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Inside Dentistry

February 2008, Volume 4, Issue 2
Published by AEGIS Communications


The Shifting of Gender in Dentistry

Dominic Saadi, MA

In nearly every aspect of modern life in America—educational, personal, professional—both the advantages and disadvantages of being either a man or a woman are carefully broken down and scrutinized. Are boys really better than girls at math and science? Are girls more artistic than boys? Are women better multi-taskers? Are men better entrepreneurs? Can women be good corporate executives, and can men really be good stay-at-home dads? Why is women’s average life expectancy higher than men’s?

The real question seems to be: Is it the biology of the sexes, or the sociology of the genders, that really matters?

What role do these questions play in dentistry? More specifically, what is the true nature of changing gender demographics and the impact of women on dentistry in the United States?

Traditionally, the study of women’s health was limited primarily to the reproductive system. Otherwise, men were considered the biological norm for medical evaluations and clinical studies that were applied to both sexes. The standard male model was unable to explain, without specious anecdotes, the fact that women’s life expectancy exceeds men consistently across ethnic groups, or that disease and drugs affect the sexes differently.

Beyond the anatomically obvious reasons that only men contract prostate cancer and women ovarian cancer, scientists are now looking to further explore the basic genetic and physiological differences between the sexes regarding health and patterns of illness across the lifespan.1 It has been only within the last 20 years that an appreciation of gender-based differences has gone beyond the reproductive and hormonal to the basic cellular, molecular, and genetic levels. Consciousness of the variability of health and disease between the sexes has led to the mobilization of resources to provide experimental evidence thereto and to the translation of the scientific information on gender differences into preventive, diagnostic, and therapeutic practice.1 To specifically address women’s health issues and health-related careers, grassroots initiatives and public policy ultimately resulted in the following achievements:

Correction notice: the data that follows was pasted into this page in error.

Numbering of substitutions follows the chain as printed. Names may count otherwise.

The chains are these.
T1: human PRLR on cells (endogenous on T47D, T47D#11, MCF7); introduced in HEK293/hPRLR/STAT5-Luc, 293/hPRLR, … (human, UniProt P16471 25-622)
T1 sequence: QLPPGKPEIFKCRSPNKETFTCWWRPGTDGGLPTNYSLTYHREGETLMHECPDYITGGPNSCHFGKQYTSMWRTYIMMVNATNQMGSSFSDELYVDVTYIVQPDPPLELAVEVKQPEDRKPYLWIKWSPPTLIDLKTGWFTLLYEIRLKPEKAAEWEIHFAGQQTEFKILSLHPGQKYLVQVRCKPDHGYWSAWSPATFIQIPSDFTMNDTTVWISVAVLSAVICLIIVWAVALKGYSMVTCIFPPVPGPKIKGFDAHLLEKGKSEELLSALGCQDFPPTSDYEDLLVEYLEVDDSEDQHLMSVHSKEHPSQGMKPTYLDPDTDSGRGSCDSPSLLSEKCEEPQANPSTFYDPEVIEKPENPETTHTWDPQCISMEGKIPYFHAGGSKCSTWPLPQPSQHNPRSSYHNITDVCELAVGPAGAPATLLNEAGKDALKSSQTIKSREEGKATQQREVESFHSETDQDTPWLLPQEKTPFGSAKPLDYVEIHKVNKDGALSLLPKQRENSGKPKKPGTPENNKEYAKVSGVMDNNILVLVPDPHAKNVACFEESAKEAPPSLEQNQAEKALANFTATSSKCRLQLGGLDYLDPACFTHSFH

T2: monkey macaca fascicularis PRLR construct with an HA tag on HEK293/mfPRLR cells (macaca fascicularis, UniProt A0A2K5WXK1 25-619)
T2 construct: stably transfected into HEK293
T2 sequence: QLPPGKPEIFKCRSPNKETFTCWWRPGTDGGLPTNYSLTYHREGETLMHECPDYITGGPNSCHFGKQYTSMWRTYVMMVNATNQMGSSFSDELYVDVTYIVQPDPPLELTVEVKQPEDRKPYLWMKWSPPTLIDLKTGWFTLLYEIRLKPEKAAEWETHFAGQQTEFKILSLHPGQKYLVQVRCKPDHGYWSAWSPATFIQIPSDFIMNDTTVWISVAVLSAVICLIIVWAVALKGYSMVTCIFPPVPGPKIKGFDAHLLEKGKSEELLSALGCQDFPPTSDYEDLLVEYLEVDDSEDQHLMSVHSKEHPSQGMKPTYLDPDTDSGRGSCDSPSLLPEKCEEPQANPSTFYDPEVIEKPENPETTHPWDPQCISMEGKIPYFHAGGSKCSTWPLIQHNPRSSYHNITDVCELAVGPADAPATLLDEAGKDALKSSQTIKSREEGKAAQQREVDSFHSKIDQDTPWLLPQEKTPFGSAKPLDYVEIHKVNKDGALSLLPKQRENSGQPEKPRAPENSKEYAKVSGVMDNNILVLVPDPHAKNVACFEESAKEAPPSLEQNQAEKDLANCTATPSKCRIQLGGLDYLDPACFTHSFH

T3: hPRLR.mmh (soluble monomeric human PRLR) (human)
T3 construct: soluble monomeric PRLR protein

• In 1991 the National Institute of Health established the Office of Research on Women’s Health (ORWH) to support the advancement of women in health research and health careers. Its funding policy requires the inclusion of women and minorities in all of its research studies.
• The Federal Glass Ceiling Commission was created by the Civil Rights Act of 1991 to identify and eliminate barriers obstructing the career advancement of women and minorities.
• The Commission on Graduate Medical Education (COGME) addresses women’s health issues and has made recommendations such as a multidisciplinary approach to women’s health, and the recruitment and promotion of women in health leadership positions.2